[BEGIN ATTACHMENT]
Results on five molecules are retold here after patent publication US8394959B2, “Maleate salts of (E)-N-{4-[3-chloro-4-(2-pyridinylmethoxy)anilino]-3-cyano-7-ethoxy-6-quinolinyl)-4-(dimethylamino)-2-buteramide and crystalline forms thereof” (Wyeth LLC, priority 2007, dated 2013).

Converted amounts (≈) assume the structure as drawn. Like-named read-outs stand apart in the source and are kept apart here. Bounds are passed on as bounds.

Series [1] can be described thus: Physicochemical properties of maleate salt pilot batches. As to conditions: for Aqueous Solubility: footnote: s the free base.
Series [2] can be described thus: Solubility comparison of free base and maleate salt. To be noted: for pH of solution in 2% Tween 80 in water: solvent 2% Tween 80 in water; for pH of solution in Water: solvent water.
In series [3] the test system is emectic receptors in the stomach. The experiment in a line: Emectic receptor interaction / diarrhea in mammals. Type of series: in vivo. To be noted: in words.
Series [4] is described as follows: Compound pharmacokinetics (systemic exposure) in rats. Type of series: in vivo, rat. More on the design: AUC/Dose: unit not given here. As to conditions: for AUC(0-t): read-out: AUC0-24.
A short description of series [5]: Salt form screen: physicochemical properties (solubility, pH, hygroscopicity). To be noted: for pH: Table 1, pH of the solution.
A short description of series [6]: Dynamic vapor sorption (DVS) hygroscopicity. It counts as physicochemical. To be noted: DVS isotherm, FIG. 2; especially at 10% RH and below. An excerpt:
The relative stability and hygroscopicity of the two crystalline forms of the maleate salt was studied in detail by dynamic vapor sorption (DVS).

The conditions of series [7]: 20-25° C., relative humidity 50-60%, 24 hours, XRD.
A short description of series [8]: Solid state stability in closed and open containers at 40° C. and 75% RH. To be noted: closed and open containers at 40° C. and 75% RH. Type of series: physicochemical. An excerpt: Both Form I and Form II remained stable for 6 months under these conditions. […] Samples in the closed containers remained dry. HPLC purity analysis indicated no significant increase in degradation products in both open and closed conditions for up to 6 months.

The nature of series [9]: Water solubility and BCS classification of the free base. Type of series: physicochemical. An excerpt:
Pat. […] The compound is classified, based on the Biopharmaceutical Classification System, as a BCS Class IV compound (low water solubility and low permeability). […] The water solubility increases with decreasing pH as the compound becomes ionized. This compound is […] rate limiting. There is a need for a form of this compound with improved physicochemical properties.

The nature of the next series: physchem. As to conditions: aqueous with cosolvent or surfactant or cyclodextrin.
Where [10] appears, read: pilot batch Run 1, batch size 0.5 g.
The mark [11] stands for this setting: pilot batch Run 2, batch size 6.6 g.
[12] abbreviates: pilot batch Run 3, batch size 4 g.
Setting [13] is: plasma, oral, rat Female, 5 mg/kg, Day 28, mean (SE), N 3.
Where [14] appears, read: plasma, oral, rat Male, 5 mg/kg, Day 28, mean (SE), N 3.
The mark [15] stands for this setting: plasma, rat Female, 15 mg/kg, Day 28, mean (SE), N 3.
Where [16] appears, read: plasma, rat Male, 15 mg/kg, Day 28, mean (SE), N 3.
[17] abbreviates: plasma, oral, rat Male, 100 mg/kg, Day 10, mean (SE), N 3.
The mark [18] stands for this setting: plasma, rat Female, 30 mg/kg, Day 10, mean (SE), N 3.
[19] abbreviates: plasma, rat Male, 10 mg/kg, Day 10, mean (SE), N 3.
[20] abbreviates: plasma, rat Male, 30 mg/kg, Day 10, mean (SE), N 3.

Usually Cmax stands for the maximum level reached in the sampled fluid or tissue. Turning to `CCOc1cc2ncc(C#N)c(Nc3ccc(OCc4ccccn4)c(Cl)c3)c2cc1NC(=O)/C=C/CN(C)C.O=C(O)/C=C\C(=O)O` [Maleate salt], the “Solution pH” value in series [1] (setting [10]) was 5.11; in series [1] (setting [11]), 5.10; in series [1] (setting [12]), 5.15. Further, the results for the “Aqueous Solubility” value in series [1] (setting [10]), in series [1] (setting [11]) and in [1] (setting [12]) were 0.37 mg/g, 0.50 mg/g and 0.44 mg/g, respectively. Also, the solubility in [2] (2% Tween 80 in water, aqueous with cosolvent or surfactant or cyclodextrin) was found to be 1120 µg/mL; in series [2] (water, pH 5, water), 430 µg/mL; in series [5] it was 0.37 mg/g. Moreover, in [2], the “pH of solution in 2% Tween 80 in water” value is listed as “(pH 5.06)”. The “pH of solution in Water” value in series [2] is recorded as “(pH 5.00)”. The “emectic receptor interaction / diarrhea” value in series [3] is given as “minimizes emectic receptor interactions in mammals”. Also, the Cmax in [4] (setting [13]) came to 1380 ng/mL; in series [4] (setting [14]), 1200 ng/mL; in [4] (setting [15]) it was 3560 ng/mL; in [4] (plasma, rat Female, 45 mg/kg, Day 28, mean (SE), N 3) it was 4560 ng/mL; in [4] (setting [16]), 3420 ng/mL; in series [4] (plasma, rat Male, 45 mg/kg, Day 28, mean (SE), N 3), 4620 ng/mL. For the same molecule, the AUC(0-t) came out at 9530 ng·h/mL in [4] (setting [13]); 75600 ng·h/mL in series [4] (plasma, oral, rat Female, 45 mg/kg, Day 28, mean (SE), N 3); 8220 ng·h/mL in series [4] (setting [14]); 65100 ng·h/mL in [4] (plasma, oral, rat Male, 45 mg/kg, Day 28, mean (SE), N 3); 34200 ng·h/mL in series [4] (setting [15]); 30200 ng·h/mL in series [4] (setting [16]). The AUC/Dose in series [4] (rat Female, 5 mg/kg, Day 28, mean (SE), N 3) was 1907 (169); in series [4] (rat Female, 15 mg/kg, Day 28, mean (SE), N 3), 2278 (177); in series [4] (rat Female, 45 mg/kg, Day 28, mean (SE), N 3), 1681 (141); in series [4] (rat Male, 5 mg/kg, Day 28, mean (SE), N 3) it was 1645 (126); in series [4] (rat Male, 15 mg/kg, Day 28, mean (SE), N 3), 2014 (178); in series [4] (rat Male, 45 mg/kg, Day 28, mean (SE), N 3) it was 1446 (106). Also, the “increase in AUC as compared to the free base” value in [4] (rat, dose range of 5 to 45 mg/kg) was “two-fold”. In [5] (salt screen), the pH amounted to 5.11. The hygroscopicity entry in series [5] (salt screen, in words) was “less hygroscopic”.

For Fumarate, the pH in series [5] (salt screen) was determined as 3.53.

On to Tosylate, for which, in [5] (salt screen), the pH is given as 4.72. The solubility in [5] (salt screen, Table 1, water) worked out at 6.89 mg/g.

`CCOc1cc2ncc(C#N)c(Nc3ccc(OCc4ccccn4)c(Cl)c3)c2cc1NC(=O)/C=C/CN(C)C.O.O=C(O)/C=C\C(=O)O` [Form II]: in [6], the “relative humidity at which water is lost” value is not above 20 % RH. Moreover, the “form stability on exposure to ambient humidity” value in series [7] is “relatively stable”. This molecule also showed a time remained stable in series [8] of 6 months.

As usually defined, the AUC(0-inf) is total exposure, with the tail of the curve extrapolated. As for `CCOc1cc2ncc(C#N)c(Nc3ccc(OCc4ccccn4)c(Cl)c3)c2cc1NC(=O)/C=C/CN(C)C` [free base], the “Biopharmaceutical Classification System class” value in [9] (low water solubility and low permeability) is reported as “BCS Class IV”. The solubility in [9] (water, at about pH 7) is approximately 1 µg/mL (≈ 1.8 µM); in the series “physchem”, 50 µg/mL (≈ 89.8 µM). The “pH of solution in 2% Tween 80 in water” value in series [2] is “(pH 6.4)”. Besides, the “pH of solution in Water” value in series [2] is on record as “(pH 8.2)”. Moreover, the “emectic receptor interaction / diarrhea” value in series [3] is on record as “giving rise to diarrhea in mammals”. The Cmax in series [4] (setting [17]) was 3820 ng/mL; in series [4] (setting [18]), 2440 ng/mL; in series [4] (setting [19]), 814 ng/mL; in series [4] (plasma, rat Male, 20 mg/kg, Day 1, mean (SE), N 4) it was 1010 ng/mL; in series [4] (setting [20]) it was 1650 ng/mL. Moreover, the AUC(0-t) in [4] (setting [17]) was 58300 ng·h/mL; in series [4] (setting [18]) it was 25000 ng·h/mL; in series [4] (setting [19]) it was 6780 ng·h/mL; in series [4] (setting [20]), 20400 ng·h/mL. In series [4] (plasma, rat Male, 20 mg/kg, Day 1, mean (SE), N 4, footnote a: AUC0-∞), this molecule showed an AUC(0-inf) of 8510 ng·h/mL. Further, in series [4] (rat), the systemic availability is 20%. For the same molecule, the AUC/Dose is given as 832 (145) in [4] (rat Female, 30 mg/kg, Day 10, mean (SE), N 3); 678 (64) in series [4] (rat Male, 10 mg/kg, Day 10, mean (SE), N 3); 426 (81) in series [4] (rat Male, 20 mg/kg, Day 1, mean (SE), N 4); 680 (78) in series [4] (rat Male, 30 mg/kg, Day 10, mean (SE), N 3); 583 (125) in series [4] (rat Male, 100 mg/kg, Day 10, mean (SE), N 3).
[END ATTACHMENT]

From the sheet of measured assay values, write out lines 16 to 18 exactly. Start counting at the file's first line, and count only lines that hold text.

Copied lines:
The mark [11] stands for this setting: pilot batch Run 2, batch size 6.6 g.
[12] abbreviates: pilot batch Run 3, batch size 4 g.
Setting [13] is: plasma, oral, rat Female, 5 mg/kg, Day 28, mean (SE), N 3.